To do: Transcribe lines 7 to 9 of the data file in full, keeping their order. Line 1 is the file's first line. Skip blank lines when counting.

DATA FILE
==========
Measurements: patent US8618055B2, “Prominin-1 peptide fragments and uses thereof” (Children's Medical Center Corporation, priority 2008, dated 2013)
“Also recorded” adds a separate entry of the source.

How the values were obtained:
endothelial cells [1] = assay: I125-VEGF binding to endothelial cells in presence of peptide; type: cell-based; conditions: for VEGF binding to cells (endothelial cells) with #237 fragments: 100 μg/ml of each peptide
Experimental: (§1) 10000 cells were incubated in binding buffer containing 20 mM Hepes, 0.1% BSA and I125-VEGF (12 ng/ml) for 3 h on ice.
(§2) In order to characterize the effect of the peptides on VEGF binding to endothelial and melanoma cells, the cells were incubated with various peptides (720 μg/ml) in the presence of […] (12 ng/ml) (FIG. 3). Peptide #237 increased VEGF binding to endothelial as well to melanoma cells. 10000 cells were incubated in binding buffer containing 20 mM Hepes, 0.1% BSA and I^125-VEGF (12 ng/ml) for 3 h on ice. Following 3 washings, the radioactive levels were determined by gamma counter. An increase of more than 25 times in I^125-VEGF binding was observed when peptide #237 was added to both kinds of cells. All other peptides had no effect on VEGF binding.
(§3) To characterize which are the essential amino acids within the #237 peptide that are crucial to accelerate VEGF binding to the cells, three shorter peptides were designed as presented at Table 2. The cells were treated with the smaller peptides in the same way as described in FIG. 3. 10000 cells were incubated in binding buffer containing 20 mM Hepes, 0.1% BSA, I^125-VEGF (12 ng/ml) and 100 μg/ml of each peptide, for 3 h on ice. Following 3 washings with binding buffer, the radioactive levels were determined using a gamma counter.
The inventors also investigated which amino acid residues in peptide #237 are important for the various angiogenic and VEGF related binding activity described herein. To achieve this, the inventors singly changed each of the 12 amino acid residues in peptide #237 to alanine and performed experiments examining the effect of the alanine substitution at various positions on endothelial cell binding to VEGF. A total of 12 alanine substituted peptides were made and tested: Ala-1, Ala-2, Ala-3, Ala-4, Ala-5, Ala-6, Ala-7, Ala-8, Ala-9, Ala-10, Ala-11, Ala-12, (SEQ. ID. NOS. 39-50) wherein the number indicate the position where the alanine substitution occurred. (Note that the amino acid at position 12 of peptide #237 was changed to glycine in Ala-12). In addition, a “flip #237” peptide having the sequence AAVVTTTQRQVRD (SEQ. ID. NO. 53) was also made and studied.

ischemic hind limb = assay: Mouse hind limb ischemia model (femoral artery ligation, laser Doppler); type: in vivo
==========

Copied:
(§3) To characterize which are the essential amino acids within the #237 peptide that are crucial to accelerate VEGF binding to the cells, three shorter peptides were designed as presented at Table 2. The cells were treated with the smaller peptides in the same way as described in FIG. 3. 10000 cells were incubated in binding buffer containing 20 mM Hepes, 0.1% BSA, I^125-VEGF (12 ng/ml) and 100 μg/ml of each peptide, for 3 h on ice. Following 3 washings with binding buffer, the radioactive levels were determined using a gamma counter.
The inventors also investigated which amino acid residues in peptide #237 are important for the various angiogenic and VEGF related binding activity described herein. To achieve this, the inventors singly changed each of the 12 amino acid residues in peptide #237 to alanine and performed experiments examining the effect of the alanine substitution at various positions on endothelial cell binding to VEGF. A total of 12 alanine substituted peptides were made and tested: Ala-1, Ala-2, Ala-3, Ala-4, Ala-5, Ala-6, Ala-7, Ala-8, Ala-9, Ala-10, Ala-11, Ala-12, (SEQ. ID. NOS. 39-50) wherein the number indicate the position where the alanine substitution occurred. (Note that the amino acid at position 12 of peptide #237 was changed to glycine in Ala-12). In addition, a “flip #237” peptide having the sequence AAVVTTTQRQVRD (SEQ. ID. NO. 53) was also made and studied.

ischemic hind limb = assay: Mouse hind limb ischemia model (femoral artery ligation, laser Doppler); type: in vivo